My Foundations of Education

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My Foundations of Education by Mind Map: My Foundations of Education

1. Politics of Education

1.1. Conservative Perspective

1.1.1. Individuals and groups must complete in the social environment in order to survive and human progress is dependent on individual initiative and drive

1.1.2. The belief that the free market or market economy of capitalism is both the most productive economic system and the most respectful of of human needs. Individuals are rational actors who make decisions on a cost benefit scale.

1.1.3. The view of social problems places its emphasis on the individual and suggest that individuals have the capacity to earn or not earn their place within a market economy, and that solutions to problems should also be addressed at the individual level.

1.2. Traditional

1.2.1. Views schools as necessary to the transmission of values of U.S. society, such as hard working, family unity, and individual initiative.

1.2.2. Schools pass on the best of what was and what is.

1.2.3. Encompass the right liberal to the conservative spectrums

2. History of U.S. Education

2.1. Education for all: The Emergence of the public High School

2.1.1. Diane Ravitch pointed out four themes that were troubling high school educations: tension between classical and modern subjects, meeting college entrance requirements, teaching life studies not traditional academics, and the course of study.

2.1.2. Committee of ten was formed by the National Education Association to clarify the purpose of high school education.

2.1.3. The Cardinal Principles, or main goals of secondary education were: health, command of fundamental processes, worthy home-membership, vacation, citizenship, worthy use of leisure, ethical character.

2.1.4. The Cardinal Principles helped to resolve the difficulty of education students who were not college bound.

2.1.5. School was no longer voluntary for students 16 and under.

2.2. Historical Interpretation of U.S. Education

2.2.1. Democratic-liberals believe you should have equity and excellence without sacrificing one for the other.

2.2.2. Historians such as Ellwood Cobberly, Merle Curti,, and Lawrence A. Cremin are representatives  of this view.

2.2.3. Believe that history of U.S. education involves the progressive evolution, and should provide equal opportunity for all.

3. Sociological Perspectives

3.1. The Theoretical Perspective between school and society.

3.1.1. Functional Theories Functional sociologist believe in the interdependence of social system. Durkheim's emphasis on values and cohesion set the tone for how present day functionalists approach the study of education. In 1983, a Nation at Risk was released.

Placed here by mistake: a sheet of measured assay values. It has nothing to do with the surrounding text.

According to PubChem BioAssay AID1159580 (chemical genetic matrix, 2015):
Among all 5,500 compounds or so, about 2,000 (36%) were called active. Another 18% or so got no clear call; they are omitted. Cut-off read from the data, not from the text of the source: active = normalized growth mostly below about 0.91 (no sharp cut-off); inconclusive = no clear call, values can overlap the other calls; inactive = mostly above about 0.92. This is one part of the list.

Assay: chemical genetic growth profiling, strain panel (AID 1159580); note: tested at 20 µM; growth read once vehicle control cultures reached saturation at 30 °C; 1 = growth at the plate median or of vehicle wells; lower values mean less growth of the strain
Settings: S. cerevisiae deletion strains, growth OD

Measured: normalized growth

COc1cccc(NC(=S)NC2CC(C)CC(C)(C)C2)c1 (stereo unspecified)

3.1.2. Conflict Theories Karl Marx i the founder of the conflict school in the sociology of education. Randall Collins argued that college diplomas,educational credentials are just status symbols rather than actual achievement. Max Weber believed that power relations between dominant and subordinate groups structured societies.

3.1.3. Interactional Theories Schools and society are primarily critiques and extension of the functional and conflict perspectives. International point of view is what labels students gifted or learning disability. Bernstein believes that your speech pattern and you social status could put you at a disadvantage in school.

3.2. Effects of Schooling on Individuals

3.2.1. Employment In 1986, about 54 percent of the 8 million college graduates entered a professional and technical job. There is a relationship between educational level and income level. Most large corporations require high levels of education

3.2.2. Teacher behavior Teachers are models for student, and set standards for them. Persell found that when teachers demand more form students and praised them more students learned. Researchers told elementary teachers that their students were likely to have a mental growth spurt that year.

3.2.3. Student Peer Groups and Alienation Stinchcombe found tha students in vocational programs and headed toward low-status jobs were the students most likely to join a rebellious subculture. The crimes and assaults against teachers has become a national scandal, but does not compare to the crimes and assaults students face from one another. Students face violence everyday at home , and on the streets.

4. Philosophy of Education

4.1. Generic Notions

4.1.1. Dewey believed that students should learn skills both experimentally and from books, and traditional information.

4.1.2. Pragmatism is also known as progressive, which allows students to be involved.

4.1.3. Dewey believe children are active organic beings,growing  and changing, that requires a course of study to grow and change with them.

4.1.4. Dewey believed schools should reflect the community in order to enable graduation students to assume societal roles.

4.1.5. It was believed that it could be realized through education that would continually reconstruct and reorganize society.

4.1.6. Dewey advocated both freedom and responsibility for students.

4.2. Key Researchers

4.2.1. George Sanders Peirce( 1839-1914)

4.2.2. William James(1842-1910)

4.2.3. John Dewey(1859-1952)

4.3. Goal of Education

4.3.1. Dewey's view was to intergrate children into a democratic society.

4.3.2. It was believed school should provide "conjoint, communicated experience"

4.3.3. Durkheim and Dewey saw the effects of modernization and urbanization on the social fabric of Western society.

4.4. Role of Teachers

4.4.1. No longer the authoritarian figure